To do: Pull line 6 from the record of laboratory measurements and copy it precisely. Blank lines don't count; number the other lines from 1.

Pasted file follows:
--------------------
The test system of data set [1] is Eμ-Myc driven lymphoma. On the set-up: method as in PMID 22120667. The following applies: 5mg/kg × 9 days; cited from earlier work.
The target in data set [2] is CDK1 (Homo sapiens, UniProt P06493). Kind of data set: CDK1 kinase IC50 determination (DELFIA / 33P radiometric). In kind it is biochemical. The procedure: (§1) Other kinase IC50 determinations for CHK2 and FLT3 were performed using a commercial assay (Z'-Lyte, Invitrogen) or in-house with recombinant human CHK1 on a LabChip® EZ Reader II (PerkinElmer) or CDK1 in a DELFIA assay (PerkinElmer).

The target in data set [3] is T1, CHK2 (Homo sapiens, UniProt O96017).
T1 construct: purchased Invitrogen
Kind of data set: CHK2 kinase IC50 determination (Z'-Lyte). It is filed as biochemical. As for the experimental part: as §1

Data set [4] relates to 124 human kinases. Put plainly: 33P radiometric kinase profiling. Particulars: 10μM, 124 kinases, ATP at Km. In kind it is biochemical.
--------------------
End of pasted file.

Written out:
Data set [4] relates to 124 human kinases. Put plainly: 33P radiometric kinase profiling. Particulars: 10μM, 124 kinases, ATP at Km. In kind it is biochemical.